It wasn’t that long ago — only a little over a year. Now, you can add public opinion to the growing list of Principles Republicans (Now) Hold So Dear (emphasis is in original):
One Republican leader after the next stood up yesterday to depict the health care bill as a grave threat to democracy because it was enacted in the face of disapproval from a majority of Americans. Minority Leader John Boehner mourned: “We have failed to listen to America. And we have failed to reflect the will of our constituents. And when we fail to reflect that will — we fail ourselves and we fail our country.” GOP Rep. Mike Pence thundered: “We’re breaking with our finest traditions . . . . the consent of the governed.” That the health care bill destroys “the consent of the governed” because it is opposed by a majority of Americans has become the central theme of every talking-points-spouting, right-wing hack around.
Of course, these are the same exact people who spent years funding the Iraq War without end and without conditions even in the face of extreme public opposition, which consistently remained in the 60-65% range. Indeed, the wholesale irrelevance of public opinion was a central tenet of GOP rule for eight years, as illustrated by this classic exchange between Dick Cheney and ABC News‘ Martha Radditz in May, 2008, regarding the administration’s escalation of the war at exactly the same time that public demands for withdrawal were at their height:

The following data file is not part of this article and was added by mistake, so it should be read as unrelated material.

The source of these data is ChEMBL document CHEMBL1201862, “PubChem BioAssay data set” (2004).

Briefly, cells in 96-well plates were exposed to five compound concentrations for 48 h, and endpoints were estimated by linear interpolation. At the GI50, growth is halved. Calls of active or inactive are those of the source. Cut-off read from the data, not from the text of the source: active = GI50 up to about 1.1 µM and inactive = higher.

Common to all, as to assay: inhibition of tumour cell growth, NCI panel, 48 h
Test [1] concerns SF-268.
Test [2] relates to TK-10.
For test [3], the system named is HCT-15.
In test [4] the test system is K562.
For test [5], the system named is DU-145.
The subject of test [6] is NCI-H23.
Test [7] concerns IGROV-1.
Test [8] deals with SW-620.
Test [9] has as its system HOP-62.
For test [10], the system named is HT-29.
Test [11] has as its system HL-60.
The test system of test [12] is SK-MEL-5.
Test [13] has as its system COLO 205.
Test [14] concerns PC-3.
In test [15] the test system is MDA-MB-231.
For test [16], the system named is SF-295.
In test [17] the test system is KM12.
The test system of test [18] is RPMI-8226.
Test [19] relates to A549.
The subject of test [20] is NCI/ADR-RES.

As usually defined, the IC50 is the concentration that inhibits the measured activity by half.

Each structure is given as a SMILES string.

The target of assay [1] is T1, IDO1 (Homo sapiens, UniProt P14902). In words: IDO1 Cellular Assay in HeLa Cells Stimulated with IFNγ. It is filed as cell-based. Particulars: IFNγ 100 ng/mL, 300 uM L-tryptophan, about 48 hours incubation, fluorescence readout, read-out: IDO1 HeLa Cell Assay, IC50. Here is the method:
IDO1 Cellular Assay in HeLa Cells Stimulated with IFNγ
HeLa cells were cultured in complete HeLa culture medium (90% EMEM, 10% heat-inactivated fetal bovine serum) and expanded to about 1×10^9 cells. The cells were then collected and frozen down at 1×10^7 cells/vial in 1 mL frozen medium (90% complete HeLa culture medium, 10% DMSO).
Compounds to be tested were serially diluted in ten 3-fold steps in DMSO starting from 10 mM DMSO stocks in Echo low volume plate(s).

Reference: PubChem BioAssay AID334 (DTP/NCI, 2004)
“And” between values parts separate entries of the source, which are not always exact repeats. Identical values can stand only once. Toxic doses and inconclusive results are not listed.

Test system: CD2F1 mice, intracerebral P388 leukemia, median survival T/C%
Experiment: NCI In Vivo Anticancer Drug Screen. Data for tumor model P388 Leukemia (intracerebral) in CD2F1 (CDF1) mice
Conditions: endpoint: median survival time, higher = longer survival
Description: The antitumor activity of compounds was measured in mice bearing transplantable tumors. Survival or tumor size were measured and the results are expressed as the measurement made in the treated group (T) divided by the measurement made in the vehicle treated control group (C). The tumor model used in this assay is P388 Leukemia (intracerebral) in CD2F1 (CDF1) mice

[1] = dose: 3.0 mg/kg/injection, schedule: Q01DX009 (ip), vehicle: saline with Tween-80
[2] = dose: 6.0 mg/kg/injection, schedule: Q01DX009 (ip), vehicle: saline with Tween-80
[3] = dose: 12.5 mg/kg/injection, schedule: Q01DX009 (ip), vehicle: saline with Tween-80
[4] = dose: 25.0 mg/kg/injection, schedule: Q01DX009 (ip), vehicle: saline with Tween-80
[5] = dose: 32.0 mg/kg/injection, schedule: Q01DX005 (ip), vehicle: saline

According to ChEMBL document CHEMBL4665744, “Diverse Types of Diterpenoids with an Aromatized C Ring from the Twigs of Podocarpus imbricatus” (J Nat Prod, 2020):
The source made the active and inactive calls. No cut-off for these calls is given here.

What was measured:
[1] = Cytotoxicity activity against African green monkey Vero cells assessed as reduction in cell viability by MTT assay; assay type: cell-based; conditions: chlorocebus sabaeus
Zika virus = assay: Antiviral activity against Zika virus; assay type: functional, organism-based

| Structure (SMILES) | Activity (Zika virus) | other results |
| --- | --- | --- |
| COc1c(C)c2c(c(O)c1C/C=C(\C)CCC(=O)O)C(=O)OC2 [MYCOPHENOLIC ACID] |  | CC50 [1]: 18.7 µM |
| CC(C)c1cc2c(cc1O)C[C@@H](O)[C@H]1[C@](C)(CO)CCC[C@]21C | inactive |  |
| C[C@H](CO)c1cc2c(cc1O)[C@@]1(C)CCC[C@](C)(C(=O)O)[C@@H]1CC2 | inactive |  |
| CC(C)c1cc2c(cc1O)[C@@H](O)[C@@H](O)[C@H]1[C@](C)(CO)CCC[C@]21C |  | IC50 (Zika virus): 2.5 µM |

RADDATZ: Two-third of Americans say it’s not worth fighting.
RADDATZ: So? You don’t care what the American people think?
CHENEY: No. I think you cannot be blown off course by the fluctuations in the public opinion polls.
For years, the explicit GOP view of public opinion was that it is irrelevant and does not matter in the slightest. Indeed, the view of our political class generally is that public opinion plays a role in how our government functions only during elections, and after that, those who win are free to do whatever they want regardless of what “the people” want. That’s what George Bush meant in 2005 when he responded to a question about why nobody in his administration had been held accountable for the fraud that led to the Iraq War: “We had an accountability moment, and that’s called the 2004 elections.” Watching these same Republicans now pretend that public opinion must be honored and that our democracy is imperiled when bills are passed without majority support is truly nauseating (of course, Democrats back then protested Cheney’s dismissal of public opinion as a dangerous war on democracy yet now insist that public opinion shouldn’t stop them from doing what they want).